Wednesday, July 31, 2013

Dropping Out: A Students Perspective

The following blog is an installment in the DCAYA “School Climate” series. We asked experts, community members, and youth to write about the variables affecting school climate. Guest blogger Precious, a DC public school graduate writes about her high school experience and the struggles she faced to make it to gradation day.

Growing up I was raised by my mother, a single parent, and she tried her best to support me, my brother, and my cousin. In my house attending school was expected, but to me it wasn't mandatory because my mother worked from 7 a.m. to 3:30 p.m., the same hours as school. High school was the hardest for me because I had to get up early and catch two to three buses just to get to school. In my 9th grade year it seemed like every student in Spingarn Senior High school was in the hallways smoking, fighting, and just skipping class. I was a part of the skipping class club because all my friends were in the hallways hanging out. I never liked going to class because the teachers were boring and the classes were empty. So instead, I tagged along with my friends.

The principal didn't really care, she allowed the students to do whatever they wanted. Students jumped other students and went inside teachers’ classrooms and stole laptops and the principal did not suspend them. Violence between gangs took place and a gun was shot in the hallways of my school. At that point my best friend Jessica and I stopped attending school all together. We would go over to our friend’s house and just hang out and watch television. We did not care about getting an education because at that time our social lives were more important. Four months went by and we were still doing the same thing everyday.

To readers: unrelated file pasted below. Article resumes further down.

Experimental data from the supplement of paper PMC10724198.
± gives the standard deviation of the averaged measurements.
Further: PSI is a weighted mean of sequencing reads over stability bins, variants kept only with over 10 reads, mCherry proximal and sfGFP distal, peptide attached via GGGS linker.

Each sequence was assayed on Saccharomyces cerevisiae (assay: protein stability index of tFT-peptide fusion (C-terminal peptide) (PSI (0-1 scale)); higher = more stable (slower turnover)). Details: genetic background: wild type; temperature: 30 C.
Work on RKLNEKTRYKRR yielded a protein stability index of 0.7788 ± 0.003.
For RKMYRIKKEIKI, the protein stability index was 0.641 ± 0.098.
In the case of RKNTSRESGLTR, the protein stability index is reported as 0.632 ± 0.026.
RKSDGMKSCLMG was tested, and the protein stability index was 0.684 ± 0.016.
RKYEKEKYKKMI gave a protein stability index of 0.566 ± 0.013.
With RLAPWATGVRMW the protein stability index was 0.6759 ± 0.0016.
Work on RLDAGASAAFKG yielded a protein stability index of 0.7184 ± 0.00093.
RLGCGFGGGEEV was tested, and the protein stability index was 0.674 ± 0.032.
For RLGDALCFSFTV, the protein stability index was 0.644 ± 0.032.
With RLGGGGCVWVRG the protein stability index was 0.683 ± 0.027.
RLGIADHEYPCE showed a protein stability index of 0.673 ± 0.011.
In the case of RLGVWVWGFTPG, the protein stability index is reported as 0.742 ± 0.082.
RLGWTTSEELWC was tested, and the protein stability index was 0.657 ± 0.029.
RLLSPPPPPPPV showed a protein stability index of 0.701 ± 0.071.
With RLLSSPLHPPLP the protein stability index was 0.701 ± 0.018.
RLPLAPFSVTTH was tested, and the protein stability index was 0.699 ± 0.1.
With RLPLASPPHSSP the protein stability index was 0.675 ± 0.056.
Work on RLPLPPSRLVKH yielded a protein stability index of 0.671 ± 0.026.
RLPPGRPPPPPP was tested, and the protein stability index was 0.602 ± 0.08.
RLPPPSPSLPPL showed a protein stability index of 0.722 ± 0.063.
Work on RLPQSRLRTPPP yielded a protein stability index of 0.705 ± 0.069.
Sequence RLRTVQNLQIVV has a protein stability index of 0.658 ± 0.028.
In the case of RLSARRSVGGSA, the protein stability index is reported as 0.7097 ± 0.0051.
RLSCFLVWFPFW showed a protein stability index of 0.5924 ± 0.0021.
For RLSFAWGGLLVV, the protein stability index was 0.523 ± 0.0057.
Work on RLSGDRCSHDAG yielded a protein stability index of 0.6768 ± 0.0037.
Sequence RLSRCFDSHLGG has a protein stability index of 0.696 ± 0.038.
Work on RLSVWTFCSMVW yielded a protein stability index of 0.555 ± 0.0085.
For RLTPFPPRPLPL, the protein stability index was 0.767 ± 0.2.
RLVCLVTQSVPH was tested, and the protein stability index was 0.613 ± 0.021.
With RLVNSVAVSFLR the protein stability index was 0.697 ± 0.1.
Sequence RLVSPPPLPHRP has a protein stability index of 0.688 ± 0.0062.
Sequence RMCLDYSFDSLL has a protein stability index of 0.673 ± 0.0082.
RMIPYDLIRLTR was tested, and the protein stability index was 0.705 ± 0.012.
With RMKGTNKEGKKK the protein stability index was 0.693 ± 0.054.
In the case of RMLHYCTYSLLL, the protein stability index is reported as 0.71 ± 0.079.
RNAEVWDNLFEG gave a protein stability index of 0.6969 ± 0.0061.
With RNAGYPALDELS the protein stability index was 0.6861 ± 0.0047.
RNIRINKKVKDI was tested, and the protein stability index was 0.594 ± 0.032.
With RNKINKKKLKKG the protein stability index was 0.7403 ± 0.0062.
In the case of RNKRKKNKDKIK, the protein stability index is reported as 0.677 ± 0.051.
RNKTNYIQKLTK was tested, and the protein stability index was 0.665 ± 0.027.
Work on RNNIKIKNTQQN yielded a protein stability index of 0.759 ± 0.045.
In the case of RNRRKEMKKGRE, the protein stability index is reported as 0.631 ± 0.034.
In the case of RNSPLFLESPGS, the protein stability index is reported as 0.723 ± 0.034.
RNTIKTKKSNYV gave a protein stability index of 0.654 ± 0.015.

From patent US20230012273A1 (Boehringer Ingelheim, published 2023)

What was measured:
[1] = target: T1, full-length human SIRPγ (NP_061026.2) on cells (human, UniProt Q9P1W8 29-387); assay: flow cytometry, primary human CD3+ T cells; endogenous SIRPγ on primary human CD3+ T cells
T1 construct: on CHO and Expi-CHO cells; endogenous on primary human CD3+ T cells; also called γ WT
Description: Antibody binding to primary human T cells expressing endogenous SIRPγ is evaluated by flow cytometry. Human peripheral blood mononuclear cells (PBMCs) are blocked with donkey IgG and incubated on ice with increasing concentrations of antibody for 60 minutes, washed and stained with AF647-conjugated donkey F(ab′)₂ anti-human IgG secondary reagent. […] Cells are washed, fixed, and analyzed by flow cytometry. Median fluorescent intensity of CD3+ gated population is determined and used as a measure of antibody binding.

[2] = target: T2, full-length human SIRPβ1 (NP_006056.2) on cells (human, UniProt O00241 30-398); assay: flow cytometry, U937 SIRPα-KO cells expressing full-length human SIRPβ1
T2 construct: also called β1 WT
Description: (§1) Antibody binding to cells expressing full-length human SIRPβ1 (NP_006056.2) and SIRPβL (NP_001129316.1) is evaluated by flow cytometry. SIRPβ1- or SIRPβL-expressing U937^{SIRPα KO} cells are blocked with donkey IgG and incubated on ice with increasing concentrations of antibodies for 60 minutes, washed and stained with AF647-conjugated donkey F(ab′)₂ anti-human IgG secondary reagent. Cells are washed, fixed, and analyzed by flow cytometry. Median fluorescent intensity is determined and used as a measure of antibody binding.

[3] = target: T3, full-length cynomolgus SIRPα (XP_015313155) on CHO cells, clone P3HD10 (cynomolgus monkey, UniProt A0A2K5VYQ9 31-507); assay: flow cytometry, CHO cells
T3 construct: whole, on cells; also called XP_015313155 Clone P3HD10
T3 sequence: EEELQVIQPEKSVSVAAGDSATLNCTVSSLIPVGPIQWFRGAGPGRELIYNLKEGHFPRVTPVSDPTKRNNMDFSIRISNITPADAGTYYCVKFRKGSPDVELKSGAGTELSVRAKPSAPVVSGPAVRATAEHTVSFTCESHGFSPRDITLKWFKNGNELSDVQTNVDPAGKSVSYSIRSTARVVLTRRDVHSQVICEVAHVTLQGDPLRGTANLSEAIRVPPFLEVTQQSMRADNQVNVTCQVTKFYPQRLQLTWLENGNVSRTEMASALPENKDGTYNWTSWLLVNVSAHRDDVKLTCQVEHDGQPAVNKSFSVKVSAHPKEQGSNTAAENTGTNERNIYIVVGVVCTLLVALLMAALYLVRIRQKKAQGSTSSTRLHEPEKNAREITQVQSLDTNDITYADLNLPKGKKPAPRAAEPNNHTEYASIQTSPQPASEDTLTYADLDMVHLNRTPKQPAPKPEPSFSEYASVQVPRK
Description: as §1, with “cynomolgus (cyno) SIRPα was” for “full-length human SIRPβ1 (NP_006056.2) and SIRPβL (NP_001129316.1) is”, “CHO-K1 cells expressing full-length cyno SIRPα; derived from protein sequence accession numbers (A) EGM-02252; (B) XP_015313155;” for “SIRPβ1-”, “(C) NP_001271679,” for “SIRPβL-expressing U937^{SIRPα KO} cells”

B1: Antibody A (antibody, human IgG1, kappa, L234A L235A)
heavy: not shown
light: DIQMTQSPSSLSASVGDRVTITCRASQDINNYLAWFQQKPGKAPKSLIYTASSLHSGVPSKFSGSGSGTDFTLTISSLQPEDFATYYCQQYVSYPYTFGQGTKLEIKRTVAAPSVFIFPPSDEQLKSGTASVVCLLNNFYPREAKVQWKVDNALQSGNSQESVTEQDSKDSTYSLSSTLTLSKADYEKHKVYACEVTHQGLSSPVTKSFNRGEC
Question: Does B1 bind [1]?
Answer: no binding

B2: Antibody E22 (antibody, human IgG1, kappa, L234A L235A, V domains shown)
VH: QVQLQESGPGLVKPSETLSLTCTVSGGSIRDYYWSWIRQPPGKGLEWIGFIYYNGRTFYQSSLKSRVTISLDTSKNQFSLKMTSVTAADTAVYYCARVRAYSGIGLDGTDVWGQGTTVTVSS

One day, the school called Jessica's mother to let her know we were tardy and we told her we had been going to school. Jessica's mother believed us and the next day we decided we had better return to school. The first day back I asked all my teachers if I was failing. In 50% of my classes I received an “F” and the other 50% I received a “D.” At that point I was afraid of failing because I had not been to school and I was pretty sure that I was not going to be able to raise my grades by passing finals. I did not learn my lesson and started skipping class again. A month passed and I found out that Jessica and I had to attend summer school.

I was angry, not because I had to go to summer school, but because I had to spend my entire summer doing work that I could have done during the school year. The most frustrating part was that one of the classes I had to take in summer school was music. “Who goes to summer school for music?” was all I could think. I should have taken my classes more seriously. At that moment, I told myself that I would do whatever had to be done to pass summer school.

Three weeks went by and Jessica was kicked out of summer school for missing too many days. I was so scared because all I had was Jessica, we were like two peas in a pod. After a day of thinking, I decided that this is my future and if I wanted to pass the 9th grade then I had to finish summer school. I passed summer school and started my 10th grade year.